4. A marked change in behavior.
  5. A change in breathing pattern.

If you notice any of these symptoms in your child, it’s imperative that they be seen immediately by a medical professional. Sadly, many children who experience dry drowning die in their sleep, as parents assume their lethargy, behavioral changes, and cough are a sign of a long day or an impending cold and simply put them to bed where they drown in their sleep. Knowledge is power people, it saves lives, and it could save the life of your child.

2. Expired sunscreen.

Last year I got a horrific sunburn, which didn’t make any sense because I had diligently slathered myself with sunscreen. But as I took a closer look at the bottle to double check the SPF, I suddenly realized that there was an expiration date clear as day on the back — and it had expired two years prior. #FAIL

To be honest, I didn’t even know until that point that sunscreen actually expired. If you’re anything like me, you might milk the contents of a lotion bottle for several years at a time, and in my naivety, I had carried that habit over to my sunscreen. Although painful and crispy, I was thankful that the damage had been done to my own skin and not to the skin of my children.

With a little help from Google, here’s what I subsequently learned:

  1. Sunscreen expires three years from the date of manufacture. After that three years is up, the ingredients start to break down and become less effective at doing what they were designed to do, which leaves anyone wearing that sunscreen with inadequate protection.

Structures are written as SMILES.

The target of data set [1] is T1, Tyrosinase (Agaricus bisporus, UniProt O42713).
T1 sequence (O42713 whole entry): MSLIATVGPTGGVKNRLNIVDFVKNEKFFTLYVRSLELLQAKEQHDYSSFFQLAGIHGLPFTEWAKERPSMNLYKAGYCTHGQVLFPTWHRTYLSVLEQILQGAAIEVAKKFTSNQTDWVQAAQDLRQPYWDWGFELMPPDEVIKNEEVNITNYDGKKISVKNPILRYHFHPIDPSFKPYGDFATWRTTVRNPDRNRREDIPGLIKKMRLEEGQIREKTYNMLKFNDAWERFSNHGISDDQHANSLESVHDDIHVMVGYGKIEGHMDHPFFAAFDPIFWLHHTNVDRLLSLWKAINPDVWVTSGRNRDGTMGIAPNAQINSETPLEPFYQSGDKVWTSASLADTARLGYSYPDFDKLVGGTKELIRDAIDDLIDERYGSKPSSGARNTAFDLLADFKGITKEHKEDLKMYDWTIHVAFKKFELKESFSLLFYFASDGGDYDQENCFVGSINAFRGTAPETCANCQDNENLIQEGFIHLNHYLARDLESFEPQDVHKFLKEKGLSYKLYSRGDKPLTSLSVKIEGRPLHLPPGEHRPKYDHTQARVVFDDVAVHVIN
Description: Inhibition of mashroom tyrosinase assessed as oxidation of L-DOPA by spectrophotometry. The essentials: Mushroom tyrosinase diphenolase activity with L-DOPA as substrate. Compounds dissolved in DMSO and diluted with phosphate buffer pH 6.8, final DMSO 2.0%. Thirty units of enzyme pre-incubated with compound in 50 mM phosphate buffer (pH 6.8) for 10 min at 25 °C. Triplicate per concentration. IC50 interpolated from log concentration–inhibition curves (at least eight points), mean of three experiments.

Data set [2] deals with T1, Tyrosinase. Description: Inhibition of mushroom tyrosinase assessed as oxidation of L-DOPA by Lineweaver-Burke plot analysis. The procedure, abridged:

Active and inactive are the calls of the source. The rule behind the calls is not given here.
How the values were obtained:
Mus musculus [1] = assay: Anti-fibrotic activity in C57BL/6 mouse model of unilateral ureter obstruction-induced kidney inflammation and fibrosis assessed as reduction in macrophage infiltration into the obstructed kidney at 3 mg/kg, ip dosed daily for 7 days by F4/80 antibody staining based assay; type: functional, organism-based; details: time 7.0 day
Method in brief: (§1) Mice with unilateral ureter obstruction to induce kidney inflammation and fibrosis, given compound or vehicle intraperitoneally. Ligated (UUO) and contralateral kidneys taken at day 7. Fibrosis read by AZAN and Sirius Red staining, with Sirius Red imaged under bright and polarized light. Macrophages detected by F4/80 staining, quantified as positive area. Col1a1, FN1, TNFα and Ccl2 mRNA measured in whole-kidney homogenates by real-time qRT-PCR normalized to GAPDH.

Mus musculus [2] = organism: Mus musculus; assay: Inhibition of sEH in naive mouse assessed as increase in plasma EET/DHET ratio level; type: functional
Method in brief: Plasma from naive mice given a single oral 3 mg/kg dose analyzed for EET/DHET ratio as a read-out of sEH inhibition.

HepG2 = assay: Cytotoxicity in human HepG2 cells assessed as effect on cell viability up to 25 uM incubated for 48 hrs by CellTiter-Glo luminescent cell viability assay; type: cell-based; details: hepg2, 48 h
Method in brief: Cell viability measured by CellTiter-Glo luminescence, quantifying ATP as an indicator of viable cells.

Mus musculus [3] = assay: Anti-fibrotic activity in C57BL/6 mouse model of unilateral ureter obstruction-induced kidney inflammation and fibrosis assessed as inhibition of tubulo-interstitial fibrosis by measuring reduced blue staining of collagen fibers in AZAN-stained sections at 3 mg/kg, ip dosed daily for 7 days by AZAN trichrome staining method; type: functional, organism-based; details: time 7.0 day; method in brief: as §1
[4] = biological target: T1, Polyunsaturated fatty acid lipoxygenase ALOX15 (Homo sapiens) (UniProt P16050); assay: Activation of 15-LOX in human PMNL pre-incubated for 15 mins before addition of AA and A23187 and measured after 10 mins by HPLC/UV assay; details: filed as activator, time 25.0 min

2. Children should use at least an SPF 15 and it should be applied 30 minutes before going outdoors.
  3. Sunscreen is surprisingly temperature sensitive. Leaving it in your car all summer to boil is most definitely going to destroy its effectiveness.

3. Heatstroke.

This one’s a particularly tricky danger to spot, because as parents we’re used to seeing sweaty, panting kids running around the backyard on a hot summer day. So how do you know when your child is on the verge of heatstroke, or just having a good time and breaking a sweat?

According to an article released by Vanderbilt University:

“Physicians at Children’s Hospital say a child’s body heats up three to five times faster than an adult’s, and when the body’s temperature reaches 104 degrees, the internal organs begin to shut down. Children are placed at extreme risk for severe hyperthermia and heatstroke in just minutes.”